But. There is a flip side: monotony. It’s a delicate balance to strike, but it’s good to remember that people may be using the service or tools daily or even hourly. So if there’s room for a little variation or even humour, then don’t be afraid of it.

3. Glanceable vs. Queriable

When I’m confirming I’m going the right way I only need to glance at information, but when I’m lost I need to query on a deeper level.

If your users will be shifting between these modes, then your interface should support them. This is the antithesis to “one size fits all.” Generally, serving up the most pertinent information in a digestible format requires a lot of analysis of what the user might actually need.

Wayfinding and Interaction Design

I expect that these points will already resonate with interaction designers, and that’s because much of the thinking involved in wayfinding is instinctive, based on the way human’s brains are wired up. Hopefully you’ll find something useful in the observations above, and at the very least they should give you some useful analogies when trying to explain your interaction design job to your friends.

Prototyping and Boundary Objects

I work at IDEO in London, a big part of the way we work is the idea of ‘building to think’. We specifically refer to this way of working as it’s a proven method for sharing ideas and moving towards a solution more quickly than simply talking and planning. We look for ways to prototype our emerging ideas as often and as soon as possible, this isn’t always an easy thing to convince clients to do and more often than not it represents an alien way to work.

Prototyping an entire retail environment, in paper and cardboard

Lots of my colleagues have written about the importance of prototyping and building to think elsewhere. It is a central tenant of the IDEO philosophy it translates into the mantra “Stop Talking, Start Making”. Watch IDEO founding father David Kelley talking about it in the General Assembly video below:

But why is building/making/prototyping better than talking when it comes to the creative process? Why shouldn’t we be able to simply talk through a problem and agree on a solution? Well, in the world of cross disciplinary teams, specialist practitioners and clients, the reality is that no two groups speak the same language. Coders speak in code, graphic designers talk in pictures, project managers, business designers and photographers all see the world in different ways. In a perfect world the best practitioners can talk across disciplines; but even then no one can talk across all disciplines. We all benefit from finding common ground and common points of reference, they help us calibrate the way we work together. And that’s where prototypes come in, a thing we can all gather around. In fact there is a sociological concept that sums up what a prototype is: A Boundary Object.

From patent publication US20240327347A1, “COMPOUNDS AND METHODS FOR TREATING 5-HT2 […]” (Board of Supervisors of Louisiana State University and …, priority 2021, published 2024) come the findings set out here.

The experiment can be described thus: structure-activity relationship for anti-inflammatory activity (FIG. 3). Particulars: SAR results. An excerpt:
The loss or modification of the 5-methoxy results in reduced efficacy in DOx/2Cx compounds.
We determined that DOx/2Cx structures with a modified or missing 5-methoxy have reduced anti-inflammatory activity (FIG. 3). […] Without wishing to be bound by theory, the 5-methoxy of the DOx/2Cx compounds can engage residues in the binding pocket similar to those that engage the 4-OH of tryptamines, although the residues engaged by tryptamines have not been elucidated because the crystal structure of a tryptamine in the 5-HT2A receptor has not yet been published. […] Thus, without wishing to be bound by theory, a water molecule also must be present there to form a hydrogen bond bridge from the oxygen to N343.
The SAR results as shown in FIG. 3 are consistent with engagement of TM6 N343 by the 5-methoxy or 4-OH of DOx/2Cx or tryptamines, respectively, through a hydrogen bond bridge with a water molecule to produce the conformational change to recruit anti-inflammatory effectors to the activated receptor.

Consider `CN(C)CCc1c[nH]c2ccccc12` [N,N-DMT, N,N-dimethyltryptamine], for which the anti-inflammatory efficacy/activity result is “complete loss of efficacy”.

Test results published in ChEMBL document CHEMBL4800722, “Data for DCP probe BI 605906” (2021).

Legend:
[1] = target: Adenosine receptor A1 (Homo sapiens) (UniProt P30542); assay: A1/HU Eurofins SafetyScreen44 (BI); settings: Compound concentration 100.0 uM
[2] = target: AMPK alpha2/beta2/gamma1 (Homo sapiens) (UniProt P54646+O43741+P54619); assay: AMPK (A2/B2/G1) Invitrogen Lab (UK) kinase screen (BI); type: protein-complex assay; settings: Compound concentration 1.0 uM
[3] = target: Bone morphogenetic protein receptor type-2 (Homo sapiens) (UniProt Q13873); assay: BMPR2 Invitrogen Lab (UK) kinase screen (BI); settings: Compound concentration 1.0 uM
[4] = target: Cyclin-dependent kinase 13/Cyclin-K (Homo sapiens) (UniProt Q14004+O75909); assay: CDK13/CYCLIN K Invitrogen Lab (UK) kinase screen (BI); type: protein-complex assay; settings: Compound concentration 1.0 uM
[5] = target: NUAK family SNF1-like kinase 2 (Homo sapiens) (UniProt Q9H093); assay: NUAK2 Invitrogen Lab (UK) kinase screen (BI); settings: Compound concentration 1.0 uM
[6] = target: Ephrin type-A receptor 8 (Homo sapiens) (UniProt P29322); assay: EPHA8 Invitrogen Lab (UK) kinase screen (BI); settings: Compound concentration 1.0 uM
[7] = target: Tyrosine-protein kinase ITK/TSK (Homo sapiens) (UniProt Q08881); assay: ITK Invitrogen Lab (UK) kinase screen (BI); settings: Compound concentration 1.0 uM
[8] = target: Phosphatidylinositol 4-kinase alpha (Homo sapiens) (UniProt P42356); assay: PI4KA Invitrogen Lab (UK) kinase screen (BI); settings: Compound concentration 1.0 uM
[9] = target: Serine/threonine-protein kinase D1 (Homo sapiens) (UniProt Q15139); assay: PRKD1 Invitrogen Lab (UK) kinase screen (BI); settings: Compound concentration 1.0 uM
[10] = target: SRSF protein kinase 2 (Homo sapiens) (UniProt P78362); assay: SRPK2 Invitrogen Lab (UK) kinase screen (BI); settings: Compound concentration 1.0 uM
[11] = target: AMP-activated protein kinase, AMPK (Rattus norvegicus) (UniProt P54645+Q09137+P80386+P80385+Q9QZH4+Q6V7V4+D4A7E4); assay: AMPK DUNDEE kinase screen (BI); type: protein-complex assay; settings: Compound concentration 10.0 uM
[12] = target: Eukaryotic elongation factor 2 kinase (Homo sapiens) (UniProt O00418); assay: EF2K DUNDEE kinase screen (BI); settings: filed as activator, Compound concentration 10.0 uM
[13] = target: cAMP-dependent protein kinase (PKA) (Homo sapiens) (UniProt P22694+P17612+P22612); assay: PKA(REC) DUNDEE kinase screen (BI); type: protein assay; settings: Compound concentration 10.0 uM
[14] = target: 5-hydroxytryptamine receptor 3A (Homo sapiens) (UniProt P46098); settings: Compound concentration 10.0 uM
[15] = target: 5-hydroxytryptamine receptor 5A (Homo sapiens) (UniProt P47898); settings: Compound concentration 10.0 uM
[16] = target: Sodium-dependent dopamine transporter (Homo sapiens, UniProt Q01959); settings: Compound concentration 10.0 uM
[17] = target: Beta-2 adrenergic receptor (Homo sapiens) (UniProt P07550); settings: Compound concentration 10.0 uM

Three people talking about a house

Boundary Object

A boundary object is a ‘thing’ that is both defined enough that several communities can recognise it as the same thing, yet flexible enough that each community can use it according to their own needs. In the conceptual sense they can be abstract or concrete, but either way they exist outside of peoples’ heads. A conversation can’t be a boundary object for example as it doesn’t live beyond the people having the conversation. An annual report however is a boundary object as it lives by itself. There’s more about boundary objects here.

The beauty of a prototype/boundary object is that you can show it to a group of people and they can all stand around and point at it, interact with it, build on it and above all see the inherent complexity. It’s also much easier to understand the trade-off and decisions that have been made – even in a very low resolution prototype. Where a conversation could take literally hours to deliver consensus, a prototype can shortcut the process.